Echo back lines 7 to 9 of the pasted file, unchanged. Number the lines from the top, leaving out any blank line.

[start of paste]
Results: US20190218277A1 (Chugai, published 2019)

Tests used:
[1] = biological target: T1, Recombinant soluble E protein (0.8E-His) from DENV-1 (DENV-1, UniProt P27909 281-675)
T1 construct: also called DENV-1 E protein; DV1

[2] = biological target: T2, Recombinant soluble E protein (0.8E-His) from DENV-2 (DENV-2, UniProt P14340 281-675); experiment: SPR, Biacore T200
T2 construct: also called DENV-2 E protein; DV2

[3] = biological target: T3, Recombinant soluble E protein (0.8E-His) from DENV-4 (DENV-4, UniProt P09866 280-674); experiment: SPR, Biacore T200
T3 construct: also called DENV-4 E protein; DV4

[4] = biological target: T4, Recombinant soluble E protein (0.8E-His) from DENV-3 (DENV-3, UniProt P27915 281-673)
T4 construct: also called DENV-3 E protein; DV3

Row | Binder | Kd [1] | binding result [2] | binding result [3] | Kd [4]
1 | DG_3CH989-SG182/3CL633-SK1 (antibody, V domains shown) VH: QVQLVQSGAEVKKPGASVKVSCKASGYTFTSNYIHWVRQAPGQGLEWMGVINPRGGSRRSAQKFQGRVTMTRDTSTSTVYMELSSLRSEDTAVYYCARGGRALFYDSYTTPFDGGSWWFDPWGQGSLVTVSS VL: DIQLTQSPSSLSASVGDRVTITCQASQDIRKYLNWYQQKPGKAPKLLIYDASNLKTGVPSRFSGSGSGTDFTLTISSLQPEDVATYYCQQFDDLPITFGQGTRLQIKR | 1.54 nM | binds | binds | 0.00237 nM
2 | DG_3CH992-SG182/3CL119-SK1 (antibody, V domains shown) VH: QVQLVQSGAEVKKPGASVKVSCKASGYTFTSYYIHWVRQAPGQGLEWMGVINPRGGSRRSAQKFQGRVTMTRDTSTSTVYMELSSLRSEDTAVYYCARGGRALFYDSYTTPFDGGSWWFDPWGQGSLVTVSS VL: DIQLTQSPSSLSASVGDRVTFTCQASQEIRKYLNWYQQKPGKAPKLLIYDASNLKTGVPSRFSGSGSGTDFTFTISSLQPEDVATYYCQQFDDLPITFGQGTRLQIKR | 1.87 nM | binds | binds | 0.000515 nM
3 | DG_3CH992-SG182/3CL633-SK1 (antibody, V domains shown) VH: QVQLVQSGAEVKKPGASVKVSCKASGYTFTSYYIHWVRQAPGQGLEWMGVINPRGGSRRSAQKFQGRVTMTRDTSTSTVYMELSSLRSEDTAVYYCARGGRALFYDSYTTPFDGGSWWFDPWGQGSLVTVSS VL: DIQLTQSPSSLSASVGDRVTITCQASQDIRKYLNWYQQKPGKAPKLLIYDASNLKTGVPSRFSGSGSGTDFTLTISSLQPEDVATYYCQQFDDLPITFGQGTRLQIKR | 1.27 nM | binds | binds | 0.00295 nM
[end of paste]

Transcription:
[3] = biological target: T3, Recombinant soluble E protein (0.8E-His) from DENV-4 (DENV-4, UniProt P09866 280-674); experiment: SPR, Biacore T200
T3 construct: also called DENV-4 E protein; DV4

[4] = biological target: T4, Recombinant soluble E protein (0.8E-His) from DENV-3 (DENV-3, UniProt P27915 281-673)